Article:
For U Sabotu residents working in Slovakia and earning Slovak crowns, this means Czech goods have become one-fifth more expensive. So the local store and adjacent pub have closed; people preferred to buy their groceries and beer in Slovakia.
It often seems as if the two nations had never been united. While Czechs and Slovaks can use national identity cards instead of passports to cross the border, they wait in lines as long as those on the Czech-German or Slovak-Austrian frontiers.
Newspapers in each country now relegate news from the other to the foreign pages, often giving it lower priority than items from the United States, Japan or Africa. Each country maintains an embassy in the other's capital.
The Czech and Slovak languages are, of course, unchanged since 1993, and older Czechs and Slovaks still have no trouble understanding each other. But younger people -- no longer routinely exposed to both languages on television and radio -- have more difficulty.
In 1993 and 1994, surveyors working from maps drawn by Nazi occupiers during World War II or by clerks of the Hapsburg Empire traveled the length of the border. One problem arose: In the 1950s the meandering riverbed of the Morava was straightened, leaving parts of each republic stranded in the other.
After counting up all of the acres that each country had gained or lost, the surveyors determined that the Czechs still owed the Slovaks a piece of land that, conveniently enough, was about the size of U Sabotu.
Acting on the villagers' original petition, the two governments negotiated a treaty giving U Sabotu to Slovakia. The Slovak Parliament approved the treaty last spring and amended the constitution to take the border change into account, but the measure remains hostage to Czech politics:
The Czech Parliament approved the treaty but hasn't been able to muster the three-fifths majority to amend the Czech Constitution, because the opposition wants more generous compensation for Czech citizens in U Sabotu who end up living in Slovakia. Until the Czech Parliament decides on the constitutional change, U Sabotu will have to wait.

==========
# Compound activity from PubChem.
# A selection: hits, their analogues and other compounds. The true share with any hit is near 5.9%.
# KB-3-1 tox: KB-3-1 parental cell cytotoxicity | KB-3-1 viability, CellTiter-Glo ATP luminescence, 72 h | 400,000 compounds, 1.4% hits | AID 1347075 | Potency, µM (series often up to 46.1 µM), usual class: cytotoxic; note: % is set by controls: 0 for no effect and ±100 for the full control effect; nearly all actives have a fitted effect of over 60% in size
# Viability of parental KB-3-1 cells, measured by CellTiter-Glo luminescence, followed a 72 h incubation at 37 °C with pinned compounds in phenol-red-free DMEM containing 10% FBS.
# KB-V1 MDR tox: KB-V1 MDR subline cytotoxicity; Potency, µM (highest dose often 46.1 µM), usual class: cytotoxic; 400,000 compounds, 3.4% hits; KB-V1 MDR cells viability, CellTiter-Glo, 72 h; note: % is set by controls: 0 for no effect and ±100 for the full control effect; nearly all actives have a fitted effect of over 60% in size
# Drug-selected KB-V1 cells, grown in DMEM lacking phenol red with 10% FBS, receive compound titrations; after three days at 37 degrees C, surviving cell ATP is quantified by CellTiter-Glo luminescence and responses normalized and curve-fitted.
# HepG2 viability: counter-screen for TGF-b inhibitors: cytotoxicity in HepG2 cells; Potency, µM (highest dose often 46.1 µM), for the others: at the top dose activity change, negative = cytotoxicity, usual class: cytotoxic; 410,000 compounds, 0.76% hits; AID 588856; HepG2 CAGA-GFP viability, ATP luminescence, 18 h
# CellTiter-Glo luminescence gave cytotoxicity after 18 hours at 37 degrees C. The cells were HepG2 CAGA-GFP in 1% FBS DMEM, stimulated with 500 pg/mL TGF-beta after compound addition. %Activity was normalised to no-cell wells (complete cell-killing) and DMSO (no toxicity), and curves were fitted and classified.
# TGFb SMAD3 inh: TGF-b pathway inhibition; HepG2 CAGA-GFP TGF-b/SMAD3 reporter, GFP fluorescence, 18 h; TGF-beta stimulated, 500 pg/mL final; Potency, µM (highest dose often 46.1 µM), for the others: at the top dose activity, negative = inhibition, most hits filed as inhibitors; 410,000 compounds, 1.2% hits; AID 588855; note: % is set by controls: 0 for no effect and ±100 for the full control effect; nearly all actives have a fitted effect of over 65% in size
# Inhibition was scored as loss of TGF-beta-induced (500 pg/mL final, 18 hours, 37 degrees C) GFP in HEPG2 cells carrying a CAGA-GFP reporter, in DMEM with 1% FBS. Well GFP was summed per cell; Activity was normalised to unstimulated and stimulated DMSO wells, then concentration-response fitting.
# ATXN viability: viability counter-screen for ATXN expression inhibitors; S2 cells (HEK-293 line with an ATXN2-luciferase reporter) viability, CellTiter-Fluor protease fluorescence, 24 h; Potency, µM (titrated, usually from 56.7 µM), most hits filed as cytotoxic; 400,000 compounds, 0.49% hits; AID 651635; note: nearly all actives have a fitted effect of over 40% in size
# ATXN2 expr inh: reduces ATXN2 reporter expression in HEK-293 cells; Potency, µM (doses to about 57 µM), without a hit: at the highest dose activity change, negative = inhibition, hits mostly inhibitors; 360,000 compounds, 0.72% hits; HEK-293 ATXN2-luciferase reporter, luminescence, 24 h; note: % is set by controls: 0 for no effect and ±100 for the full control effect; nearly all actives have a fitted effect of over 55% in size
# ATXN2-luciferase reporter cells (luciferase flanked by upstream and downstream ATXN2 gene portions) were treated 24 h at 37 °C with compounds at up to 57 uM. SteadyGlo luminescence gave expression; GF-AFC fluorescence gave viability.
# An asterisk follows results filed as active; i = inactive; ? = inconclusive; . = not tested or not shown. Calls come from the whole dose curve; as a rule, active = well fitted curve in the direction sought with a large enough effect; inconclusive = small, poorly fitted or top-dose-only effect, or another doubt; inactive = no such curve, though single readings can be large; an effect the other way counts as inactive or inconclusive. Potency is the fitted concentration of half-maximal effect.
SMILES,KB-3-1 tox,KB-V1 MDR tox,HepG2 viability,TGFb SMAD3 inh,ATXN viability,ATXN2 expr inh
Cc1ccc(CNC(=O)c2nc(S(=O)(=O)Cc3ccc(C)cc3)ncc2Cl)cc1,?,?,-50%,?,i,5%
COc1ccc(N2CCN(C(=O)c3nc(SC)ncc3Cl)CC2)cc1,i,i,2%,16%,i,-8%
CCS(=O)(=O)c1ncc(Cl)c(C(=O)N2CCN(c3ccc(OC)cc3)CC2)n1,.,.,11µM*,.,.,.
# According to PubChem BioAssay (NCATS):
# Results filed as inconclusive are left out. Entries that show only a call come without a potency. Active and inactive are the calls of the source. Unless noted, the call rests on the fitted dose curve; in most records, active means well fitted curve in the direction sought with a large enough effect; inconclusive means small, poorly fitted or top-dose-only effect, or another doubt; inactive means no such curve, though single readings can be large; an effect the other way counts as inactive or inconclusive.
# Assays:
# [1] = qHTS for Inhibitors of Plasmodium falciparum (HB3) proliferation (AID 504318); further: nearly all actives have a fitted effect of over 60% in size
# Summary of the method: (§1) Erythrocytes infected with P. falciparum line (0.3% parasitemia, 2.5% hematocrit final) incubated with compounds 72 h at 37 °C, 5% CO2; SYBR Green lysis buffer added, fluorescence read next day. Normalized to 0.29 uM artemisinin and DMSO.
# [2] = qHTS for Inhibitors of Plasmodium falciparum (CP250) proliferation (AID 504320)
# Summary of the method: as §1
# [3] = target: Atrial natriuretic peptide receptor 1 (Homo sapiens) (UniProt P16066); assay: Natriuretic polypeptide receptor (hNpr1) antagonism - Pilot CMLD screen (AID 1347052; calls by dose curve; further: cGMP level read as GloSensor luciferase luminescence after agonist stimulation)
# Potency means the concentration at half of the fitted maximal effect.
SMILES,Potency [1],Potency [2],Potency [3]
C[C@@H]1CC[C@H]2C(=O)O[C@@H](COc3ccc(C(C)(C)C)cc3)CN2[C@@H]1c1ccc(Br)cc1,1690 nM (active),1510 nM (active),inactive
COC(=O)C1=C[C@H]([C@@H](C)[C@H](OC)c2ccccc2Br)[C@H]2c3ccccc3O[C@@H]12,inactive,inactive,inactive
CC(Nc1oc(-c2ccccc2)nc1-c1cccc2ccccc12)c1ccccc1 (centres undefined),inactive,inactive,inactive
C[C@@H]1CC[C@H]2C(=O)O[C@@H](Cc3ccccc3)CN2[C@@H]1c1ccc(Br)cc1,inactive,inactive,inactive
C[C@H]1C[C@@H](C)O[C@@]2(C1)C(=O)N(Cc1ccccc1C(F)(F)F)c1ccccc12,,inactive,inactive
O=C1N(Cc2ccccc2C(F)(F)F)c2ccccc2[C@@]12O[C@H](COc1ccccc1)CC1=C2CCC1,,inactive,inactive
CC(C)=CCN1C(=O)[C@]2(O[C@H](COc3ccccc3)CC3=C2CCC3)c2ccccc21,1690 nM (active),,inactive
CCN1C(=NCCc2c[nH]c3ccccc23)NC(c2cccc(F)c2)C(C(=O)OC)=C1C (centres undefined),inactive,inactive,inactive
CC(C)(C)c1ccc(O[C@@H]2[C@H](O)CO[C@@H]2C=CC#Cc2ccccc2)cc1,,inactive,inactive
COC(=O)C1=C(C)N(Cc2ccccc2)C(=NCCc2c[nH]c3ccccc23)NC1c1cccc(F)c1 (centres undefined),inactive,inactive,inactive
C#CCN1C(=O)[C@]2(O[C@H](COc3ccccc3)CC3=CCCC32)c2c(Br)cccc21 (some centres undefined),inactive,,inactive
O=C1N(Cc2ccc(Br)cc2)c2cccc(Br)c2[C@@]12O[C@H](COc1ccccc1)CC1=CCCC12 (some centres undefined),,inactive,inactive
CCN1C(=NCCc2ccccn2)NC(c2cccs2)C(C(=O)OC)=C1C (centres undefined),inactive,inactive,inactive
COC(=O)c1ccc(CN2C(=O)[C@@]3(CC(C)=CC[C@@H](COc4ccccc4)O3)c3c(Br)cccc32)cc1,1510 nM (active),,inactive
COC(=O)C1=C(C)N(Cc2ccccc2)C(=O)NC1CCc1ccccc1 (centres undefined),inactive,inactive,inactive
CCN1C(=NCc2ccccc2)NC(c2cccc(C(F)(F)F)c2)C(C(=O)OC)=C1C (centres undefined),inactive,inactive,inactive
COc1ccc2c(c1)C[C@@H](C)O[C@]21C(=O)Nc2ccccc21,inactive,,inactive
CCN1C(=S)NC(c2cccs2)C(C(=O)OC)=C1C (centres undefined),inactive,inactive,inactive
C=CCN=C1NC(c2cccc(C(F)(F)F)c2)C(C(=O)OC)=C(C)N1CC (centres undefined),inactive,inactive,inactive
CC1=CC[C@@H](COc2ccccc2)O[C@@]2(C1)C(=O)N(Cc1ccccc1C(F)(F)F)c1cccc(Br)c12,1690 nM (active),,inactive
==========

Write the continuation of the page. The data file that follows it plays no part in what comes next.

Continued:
"It's not fair to the people who live there," says Jiri Pesek, head of the Czech border commission. "When I go there, they tell me they want it decided. There's a lot of uncertainly on the borders, and this should have been taken care of by now."
In the meantime, the issue has divided the village. Both sides agree that about 60 residents want to remain Czech, but the two sides disagree on the total population -- maybe 96, maybe 134. Neighbors have long since stopped speaking.
"In Slovakia we get our health care, we have our church, we get our electricity from there everything," says Anna Podmayerska, who lives three doors up from Marecek. "We want to get the border changed."
"Here I'm happy in the Czech lands, so why wouldn't I want to stay here?" counters 72-year-old Anna Sabotova, whose family gave the village its name. "We've been talking about this for so long, and we still don't know if it will be this year or next year."
Both sides want the issue resolved. "How are we supposed to get anything done if we don't know where we're going to be living?" 40-year resident Martin Sladecek says, waiting for a bus to his sister's house in Slovakia.
"It's enough to make you nuts."
Pub Date: 12/31/96